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Can LGBT immigrants get green cards when they marry?

Until the 2013, immigrants in same sex relationships were often without a way to stay together in this country. For years, our immigration laws – like our marriage laws—discriminated against gay couples. While US citizens who were heterosexual could sponsor their immigrant spouse for a green card, the same was not true for US citizens who were gay.

Then, the U.S. Supreme Court struck down as unconstitutional both Prop 8 and the Defense of Marriage Act (“DOMA”) eight years ago. This meant that, suddenly, for the first time, Lesbian, Gay, Bisexual and Transgender (LGBT) immigrant spouses of U.S. citizens could marry in California and get their green cards through the US immigration process.

Since that decision, the Department of Homeland Security has been processing permanent residence applications in same-sex marriages just like all others: if you’re married to a U.S. citizen, whether gay or straight, there is usually a path to a green card for you.

This article will explain how a LGBTQ citizen petitions for their spouse for permanent residence in the United States, what the procedure looks like and what the requirements are

The immigration procedure following a same-sex marriage

A spouse of a US citizen is an “Immediate relative” under the Immigration system, which means that this category does not have any limit or cap on the number of visas. Therefore, there is no “waiting period” other than the amount of time the Department of Homeland Security (DHS) or the U.S. consulate abroad takes to process these visas.

If the immigrant came here with a visa, the entire procedure can usually be completed here, lasting about 16-24 months. No pardon is necessary in this case. After the marriage takes place, application forms must be submitted along with other forms and supporting documents to prove the validity of the marriage. At the end of the process, an interview takes place at the DHS office. Conditional permanent residence is granted for two years. The immigrant spouse can obtain citizenship 3 years later.

If the spouse is outside the U.S., then an application is filed here and once approved, the relative goes through “consular processing” back home in their home country.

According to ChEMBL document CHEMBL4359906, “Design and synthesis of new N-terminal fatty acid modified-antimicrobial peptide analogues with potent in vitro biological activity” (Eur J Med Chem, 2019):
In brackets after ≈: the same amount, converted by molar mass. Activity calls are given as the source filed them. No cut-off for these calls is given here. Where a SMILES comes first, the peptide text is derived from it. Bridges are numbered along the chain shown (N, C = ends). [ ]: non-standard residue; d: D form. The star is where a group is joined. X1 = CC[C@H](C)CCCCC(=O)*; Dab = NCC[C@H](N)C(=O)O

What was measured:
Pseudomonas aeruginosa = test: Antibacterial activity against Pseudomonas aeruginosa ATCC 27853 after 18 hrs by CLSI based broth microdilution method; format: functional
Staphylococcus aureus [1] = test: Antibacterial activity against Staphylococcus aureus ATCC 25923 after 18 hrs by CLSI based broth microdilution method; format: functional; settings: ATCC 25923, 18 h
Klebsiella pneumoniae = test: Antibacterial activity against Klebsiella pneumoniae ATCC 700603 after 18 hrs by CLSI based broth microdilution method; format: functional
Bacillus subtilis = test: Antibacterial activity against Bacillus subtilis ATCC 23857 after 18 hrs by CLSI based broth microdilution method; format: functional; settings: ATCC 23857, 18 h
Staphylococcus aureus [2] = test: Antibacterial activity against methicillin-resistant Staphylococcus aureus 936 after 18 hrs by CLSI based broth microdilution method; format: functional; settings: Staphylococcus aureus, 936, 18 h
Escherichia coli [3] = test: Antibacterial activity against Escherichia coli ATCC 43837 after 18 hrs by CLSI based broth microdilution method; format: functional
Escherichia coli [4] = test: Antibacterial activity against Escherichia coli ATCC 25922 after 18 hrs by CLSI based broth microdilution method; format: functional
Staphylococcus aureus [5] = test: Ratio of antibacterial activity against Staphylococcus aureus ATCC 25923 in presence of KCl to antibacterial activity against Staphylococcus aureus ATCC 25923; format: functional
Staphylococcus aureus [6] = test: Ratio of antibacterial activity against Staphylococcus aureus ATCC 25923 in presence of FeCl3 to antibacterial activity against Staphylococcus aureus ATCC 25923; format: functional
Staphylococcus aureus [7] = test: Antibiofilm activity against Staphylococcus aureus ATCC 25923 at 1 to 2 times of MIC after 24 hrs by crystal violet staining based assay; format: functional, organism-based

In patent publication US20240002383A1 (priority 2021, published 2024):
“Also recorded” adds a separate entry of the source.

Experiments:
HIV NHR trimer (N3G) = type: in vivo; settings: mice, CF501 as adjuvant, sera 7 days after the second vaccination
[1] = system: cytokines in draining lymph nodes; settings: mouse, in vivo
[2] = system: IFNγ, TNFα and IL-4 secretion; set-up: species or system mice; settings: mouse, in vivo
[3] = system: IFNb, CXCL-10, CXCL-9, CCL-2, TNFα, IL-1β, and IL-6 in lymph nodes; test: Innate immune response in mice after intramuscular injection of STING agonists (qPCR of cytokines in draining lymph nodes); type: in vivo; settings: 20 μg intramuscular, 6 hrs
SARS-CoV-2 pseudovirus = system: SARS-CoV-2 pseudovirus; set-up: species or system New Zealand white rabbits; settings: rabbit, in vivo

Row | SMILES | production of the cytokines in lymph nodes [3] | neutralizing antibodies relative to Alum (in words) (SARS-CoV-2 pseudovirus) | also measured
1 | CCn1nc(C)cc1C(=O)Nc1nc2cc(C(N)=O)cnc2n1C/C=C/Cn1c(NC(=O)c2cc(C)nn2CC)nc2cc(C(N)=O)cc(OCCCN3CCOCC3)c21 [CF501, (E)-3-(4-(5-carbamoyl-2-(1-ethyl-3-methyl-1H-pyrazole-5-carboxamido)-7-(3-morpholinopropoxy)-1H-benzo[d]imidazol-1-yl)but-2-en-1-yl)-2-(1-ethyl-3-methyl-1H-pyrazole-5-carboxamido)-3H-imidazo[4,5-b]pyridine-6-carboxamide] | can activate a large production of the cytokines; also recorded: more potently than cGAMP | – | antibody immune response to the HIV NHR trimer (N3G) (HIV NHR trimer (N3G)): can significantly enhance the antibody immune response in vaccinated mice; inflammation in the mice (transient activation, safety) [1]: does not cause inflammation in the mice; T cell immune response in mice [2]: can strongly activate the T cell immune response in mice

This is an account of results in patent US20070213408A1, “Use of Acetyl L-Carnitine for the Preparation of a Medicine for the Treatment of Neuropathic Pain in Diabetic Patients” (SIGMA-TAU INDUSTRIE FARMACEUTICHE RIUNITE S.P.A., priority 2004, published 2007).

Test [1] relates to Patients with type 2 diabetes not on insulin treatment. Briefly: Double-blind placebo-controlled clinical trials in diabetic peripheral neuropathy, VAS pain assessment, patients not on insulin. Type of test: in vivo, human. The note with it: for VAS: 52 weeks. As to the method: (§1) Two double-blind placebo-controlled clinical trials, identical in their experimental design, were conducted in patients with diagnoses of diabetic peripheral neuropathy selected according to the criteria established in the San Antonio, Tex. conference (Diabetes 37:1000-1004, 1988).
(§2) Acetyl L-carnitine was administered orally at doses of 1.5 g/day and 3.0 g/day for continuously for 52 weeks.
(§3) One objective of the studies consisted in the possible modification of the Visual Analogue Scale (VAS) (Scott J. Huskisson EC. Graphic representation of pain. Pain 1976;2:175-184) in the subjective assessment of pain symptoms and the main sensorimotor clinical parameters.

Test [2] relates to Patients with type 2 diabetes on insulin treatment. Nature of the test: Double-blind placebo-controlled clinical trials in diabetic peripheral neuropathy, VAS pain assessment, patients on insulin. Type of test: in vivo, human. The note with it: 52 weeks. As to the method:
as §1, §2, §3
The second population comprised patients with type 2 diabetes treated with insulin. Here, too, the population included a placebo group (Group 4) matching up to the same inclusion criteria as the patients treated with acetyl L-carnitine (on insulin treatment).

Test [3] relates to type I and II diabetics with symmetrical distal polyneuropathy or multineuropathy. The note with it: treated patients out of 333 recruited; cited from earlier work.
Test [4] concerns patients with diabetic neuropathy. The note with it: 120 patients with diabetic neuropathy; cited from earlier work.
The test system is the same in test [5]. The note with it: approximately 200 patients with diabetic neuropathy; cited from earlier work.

The pardon of inadmissibility is also available to LGBT immigrants

In the case where the immigrant came to the US without a visa, the process is a bit longer and more complicated, usually requiring that the immigrant obtain a "pardon" from the USCIS. The pardon process for married LGBT couples is the same process that applies to heterosexual couples.

In short, to obtain the waiver, one needs to prove “extraordinary hardship” would occur to the spouse if the immigrant is not allowed to come back to the US. In 2014, the Obama Administration implemented a major immigration policy change that allows eligible spouses of US citizens to apply for the pardon inside the US, rather than in their home country. This takes away the risk of the immigrant being trapped abroad if the pardon is denied.

The couple applying for the waiver should submit as much documentation as possible to support these arguments of hardship. It is helpful to have the spouse meet with a counselor or psychologist to document any psychological hardship the family member would suffer if the immigrant is required to return to their home country. We also recommend submitting other statements from relatives, friends, employers, co-workers, clergy and others in support focusing on the good moral character of the immigrant and their importance to their family members.

If the pardon is approved, the immigrant spouse does need to have a short interview at the US consulate in their home country in order to get their lawful permanent resident status. If the immigrant is otherwise eligible, this interview should be simply a formality.

It is recommended that any immigrant obtain legal advice before leaving the country as part of this or any other immigration process.

Immigration reform for LGBTQ Couples

The U.S. Supreme Court decision on DOMA represented the arrival of "immigration reform" for many LGBT immigrants. I had clients that had been waiting 20 years to get their status back when the law discriminated against gay spouses—many simply had to live abroad or apart. Fortunately, now LGBT couples no longer have to choose between staying here or staying together.

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